Northland police have found what they think is a firearm, next to the suspected remains of the man who shot two women dead in Whangarei on Wednesday.
Forensic staff are combing through what's left of the property in Mt Tiger Road rented by the shooter, Quinn Patterson.
Quinn Patterson killed property manager Wendy Campbell, 60, and her 37-year-old daughter Natanya on Wednesday morning when they visited his home with a contractor to install smoke alarms. The contractor was also shot, but managed to escape and raise the alarm.
The house burned to the ground on Wednesday after an exchange of gunfire between Patterson and the police, but it's not known how he died.
Police said they would need more forensic tests before they could fully confirm they had found a gun beside the body. But they said Patterson had a number of firearms and no licence.
Superintendent Russell Le Prou said how he came to possess those weapons was a concern and an important part of the investigation.
There are reports that Patterson, aged in his 50s, had multiple guns and other weapons, including grenades and thousands of rounds of ammunition.
Post mortems were carried out in Auckland today on the bodies of the two property managers killed by Patterson, Wendy and Natanya Campbell and it's understood their Northland whānau will take them home tomorrow.
Police earlier confirmed they had found badly burnt human remains at the scene but said it would take some time to formally identify them.
A friend of Patterson's said at the end his mental health issues got on top of him, and he lost the plot.
Leah Cameron told Morning Report that Patterson was confrontational and abrupt, but he was not a monster.
She said he suffered from severe depression and did try to help himself but did not get what he needed.
"It's shaken the nation, like an emotional earthquake, and we need to look at what is the message here - why did this happen?
"And I think, myself, that it's a reflection that there is crisis in mental health in New Zealand," she said.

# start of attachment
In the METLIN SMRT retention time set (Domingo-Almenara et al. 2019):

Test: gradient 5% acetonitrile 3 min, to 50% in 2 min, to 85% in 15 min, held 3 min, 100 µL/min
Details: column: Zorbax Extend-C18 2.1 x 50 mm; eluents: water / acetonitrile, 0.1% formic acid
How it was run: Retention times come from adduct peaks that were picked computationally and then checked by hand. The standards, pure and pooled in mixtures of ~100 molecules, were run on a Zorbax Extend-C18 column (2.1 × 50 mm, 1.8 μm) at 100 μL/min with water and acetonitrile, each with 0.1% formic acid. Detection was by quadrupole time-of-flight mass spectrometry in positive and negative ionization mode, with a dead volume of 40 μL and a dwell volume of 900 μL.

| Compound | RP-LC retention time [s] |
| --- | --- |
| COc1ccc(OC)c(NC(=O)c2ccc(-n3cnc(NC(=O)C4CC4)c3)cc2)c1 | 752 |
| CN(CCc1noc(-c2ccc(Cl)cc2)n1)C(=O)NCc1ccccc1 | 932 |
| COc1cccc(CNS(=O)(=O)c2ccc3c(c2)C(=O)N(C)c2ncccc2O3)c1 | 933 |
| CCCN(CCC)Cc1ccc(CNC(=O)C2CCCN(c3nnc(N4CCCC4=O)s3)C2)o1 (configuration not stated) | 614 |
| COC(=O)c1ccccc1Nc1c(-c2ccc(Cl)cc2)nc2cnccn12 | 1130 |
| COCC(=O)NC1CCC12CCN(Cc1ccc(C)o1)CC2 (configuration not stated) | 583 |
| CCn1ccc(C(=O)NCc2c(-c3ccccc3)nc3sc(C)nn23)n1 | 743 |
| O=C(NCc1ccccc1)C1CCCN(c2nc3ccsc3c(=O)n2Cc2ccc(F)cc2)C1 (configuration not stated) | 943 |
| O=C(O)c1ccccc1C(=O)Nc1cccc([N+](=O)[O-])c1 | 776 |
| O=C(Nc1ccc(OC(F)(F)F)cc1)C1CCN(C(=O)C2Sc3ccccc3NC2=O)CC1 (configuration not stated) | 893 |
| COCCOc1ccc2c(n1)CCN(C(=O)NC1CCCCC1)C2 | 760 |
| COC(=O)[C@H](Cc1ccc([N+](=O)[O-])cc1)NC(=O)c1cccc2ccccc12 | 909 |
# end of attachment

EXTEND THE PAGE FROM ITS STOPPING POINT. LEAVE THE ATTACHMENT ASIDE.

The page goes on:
Ms Cameron said more needed to be done to help people teetering on the edge.
Whangarei's Mayor, Sheryl Mai, told Morning Report the community was now asking whether other people who had similar issues were living among them.
Retired Northland police officer Gavin Benney, who was the constable at Hikurangi for 30 years, said Patterson would have found it easy to buy guns - with or without a licence.
Mr Benney said there were plenty of illegal firearms owners around - and the police had no way of knowing what was in their arsenals.
Since changes to the firearms laws in the 1980's, the police had not had to keep a firearms register.
"So now it's just the gun owners who are registered - not the guns. You're supposed to ask for the gun licence if you're selling one but do people do that? Probably not a lot of the time," he said.
Earlier, the officer in charge of the investigation, Superintendent Russell Le Prou, has said the armed offenders squad formed a human shield around medically-trained police staff to try and save the women.
Police Association president, Chris Cahill, told Morning Report that was not part of the officers' training and they were "incredibly brave" to break cover and expose themselves to an armed gunmen.
Patterson was sentenced to 18 months in prison for stabbing a police officer multiple times with a 33cm hunting knife in Hamilton in 1983.
The victim, former dog handler Bruce Howat, said it took him 10 years to come to terms with the attack.
He said he lost a lung, and had to relive the events in four or five court trials before Patterson was convicted and sentenced for grievous bodily harm - reduced from a charge of attempted murder.
Patterson's only sister, Gloria, said her brother's mental and physical health deteriorated rapidly this year and she had urged him to seek help.
Police said they were investigating and a scene examination could take many days.